Time to Set the Clock: Self-Regulatory Enforcement of Cross-Device Tracking Begins in February 2017

Time to Set the Clock: Self-Regulatory Enforcement of Cross-Device Tracking Begins in February 2017

Blog WilmerHale Privacy and Cybersecurity Law

The Digital Advertising Alliance (DAA) recently announced that self-regulatory enforcement of its cross-device guidance will begin in February 2017. Accordingly, companies that engage in cross-device tracking and targeting—including website and mobile app publishers that allow third parties to collect information for purposes of delivering ads to the same consumer across multiple devices—should ensure that they comply with the DAA’s guidance. Failure to do so could result in an Accountability Program enforcement action beginning on February 1, 2017.

The DAA’s cross-device guidance, titled “Application of the DAA Principles of Transparency and Control to Data Used Across Devices,” was originally published in November 2015, on the same day that the Federal Trade Commission (FTC) held a workshop on the topic. The DAA’s guidance outlines how its existing self-regulatory principles—which historically have applied to the collection and use of information on a particular browser or device—will now apply to the collection and use of information from the same user across multiple browsers or devices. In a nutshell, the DAA’s cross-device guidance requires that companies:

  1. disclose the fact that data collected from a particular browser or device may be used on another computer or device, in a manner consistent with the DAA’s existing Self-Regulatory Principles for Online Behavioral Advertising, Multi-Site Data Principles, and Application of Self-Regulatory Principles to the Mobile Environment (“Mobile Guidance”) (collectively, the “Principles”); and

  2. ensure that the choice made by consumers under the existing Principles (e.g., the consumer choice mechanism or “opt-out”) prevents data collected from a particular browser or device, on which the choice is exercised, from being used on another computer or device (and vice versa) or transferred to an unaffiliated third party for such purposes.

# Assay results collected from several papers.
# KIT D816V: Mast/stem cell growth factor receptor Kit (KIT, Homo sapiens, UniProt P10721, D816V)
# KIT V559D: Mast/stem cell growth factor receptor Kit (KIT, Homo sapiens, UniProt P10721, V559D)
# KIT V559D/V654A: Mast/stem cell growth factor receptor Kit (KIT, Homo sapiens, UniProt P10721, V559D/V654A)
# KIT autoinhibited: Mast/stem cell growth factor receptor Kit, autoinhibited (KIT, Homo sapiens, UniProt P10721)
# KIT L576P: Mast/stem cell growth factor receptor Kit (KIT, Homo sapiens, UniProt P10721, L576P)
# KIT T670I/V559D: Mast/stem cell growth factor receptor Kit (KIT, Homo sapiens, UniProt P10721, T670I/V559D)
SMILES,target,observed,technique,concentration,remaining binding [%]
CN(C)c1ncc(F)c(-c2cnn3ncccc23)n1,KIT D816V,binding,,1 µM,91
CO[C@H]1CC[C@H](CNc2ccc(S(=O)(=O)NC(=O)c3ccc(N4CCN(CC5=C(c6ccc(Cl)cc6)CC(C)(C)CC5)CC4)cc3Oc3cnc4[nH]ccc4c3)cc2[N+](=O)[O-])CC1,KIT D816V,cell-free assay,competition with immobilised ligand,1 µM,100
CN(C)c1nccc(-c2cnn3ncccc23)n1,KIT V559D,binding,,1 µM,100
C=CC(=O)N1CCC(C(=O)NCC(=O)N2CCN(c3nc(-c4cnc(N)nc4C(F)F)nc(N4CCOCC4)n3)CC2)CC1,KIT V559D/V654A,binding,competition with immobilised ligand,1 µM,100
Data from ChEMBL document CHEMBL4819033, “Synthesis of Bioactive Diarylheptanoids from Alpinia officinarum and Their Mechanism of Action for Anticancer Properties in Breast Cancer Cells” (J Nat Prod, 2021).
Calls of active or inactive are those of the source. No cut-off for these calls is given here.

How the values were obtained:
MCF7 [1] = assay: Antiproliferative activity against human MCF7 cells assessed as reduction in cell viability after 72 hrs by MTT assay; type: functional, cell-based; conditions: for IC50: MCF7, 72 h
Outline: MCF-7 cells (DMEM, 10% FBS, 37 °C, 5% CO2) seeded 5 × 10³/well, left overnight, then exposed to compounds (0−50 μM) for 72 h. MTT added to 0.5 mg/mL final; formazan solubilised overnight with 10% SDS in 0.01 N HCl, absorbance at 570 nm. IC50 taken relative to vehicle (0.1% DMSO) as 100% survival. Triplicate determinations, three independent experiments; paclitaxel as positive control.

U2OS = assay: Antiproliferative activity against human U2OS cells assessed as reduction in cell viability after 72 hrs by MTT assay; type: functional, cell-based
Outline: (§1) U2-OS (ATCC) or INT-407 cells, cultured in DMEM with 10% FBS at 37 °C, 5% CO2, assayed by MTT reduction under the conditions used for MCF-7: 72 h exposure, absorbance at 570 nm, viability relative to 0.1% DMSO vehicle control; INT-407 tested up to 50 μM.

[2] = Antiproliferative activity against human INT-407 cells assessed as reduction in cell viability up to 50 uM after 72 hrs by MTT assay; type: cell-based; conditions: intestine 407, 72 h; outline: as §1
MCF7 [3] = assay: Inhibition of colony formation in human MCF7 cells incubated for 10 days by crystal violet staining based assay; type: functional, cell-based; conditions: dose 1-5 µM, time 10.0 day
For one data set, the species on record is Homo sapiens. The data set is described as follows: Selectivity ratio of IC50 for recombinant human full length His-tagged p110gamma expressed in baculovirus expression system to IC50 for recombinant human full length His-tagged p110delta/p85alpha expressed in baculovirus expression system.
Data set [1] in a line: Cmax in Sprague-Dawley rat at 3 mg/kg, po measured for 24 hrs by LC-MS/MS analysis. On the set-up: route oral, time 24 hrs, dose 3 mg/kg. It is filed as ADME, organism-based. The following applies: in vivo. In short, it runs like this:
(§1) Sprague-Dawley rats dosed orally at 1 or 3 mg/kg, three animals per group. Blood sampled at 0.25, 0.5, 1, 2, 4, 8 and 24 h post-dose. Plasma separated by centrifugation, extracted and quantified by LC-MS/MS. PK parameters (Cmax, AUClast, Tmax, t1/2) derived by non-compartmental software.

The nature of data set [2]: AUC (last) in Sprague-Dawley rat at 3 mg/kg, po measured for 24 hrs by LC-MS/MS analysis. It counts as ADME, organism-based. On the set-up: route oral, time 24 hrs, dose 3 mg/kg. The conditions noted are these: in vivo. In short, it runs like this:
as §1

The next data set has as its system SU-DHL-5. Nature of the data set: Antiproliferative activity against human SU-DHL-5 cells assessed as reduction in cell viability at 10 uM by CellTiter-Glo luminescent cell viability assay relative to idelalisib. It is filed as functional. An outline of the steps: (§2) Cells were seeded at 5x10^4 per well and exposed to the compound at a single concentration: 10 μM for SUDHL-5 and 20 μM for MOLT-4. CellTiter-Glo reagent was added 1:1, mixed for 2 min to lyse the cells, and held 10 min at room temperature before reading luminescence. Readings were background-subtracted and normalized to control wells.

In practical terms, this requires both first parties (e.g., websites and mobile apps) and third parties (e.g., advertising technology companies) to disclose cross-device tracking practices in their privacy policies, as well as provide “enhanced notice” of such practices through clear, meaningful, and prominent links outside of the privacy policy. Such “enhanced notice” may be provided by: (a) displaying the DAA’s “Advertising Options” icon in or around ads delivered using cross-device tracking technology; (b) adding a clear and conspicuous link titled “Ad Choices” on webpages where information is collected or used for cross-device tracking purposes; and/or (c) including a link to relevant cross-device tracking disclosures from the mobile app stores and app settings menu. The DAA’s cross-device guidance also requires that the opt-out choices made available to consumers for interest-based advertising (such as through the DAA Consumer Choice Page or DAA App Choices tool) must also stop cross-device targeting on the device from which the consumer opted out.

The DAA’s announcement comes on the heels of several enforcement actions against mobile app developers for alleged failures to comply with the DAA’s Mobile Guidance. The upcoming enforcement deadline on February 1, 2017, therefore serves as yet another reminder that companies should think broadly about how they comply with privacy best practices for online advertising in various contexts and across platforms and devices.

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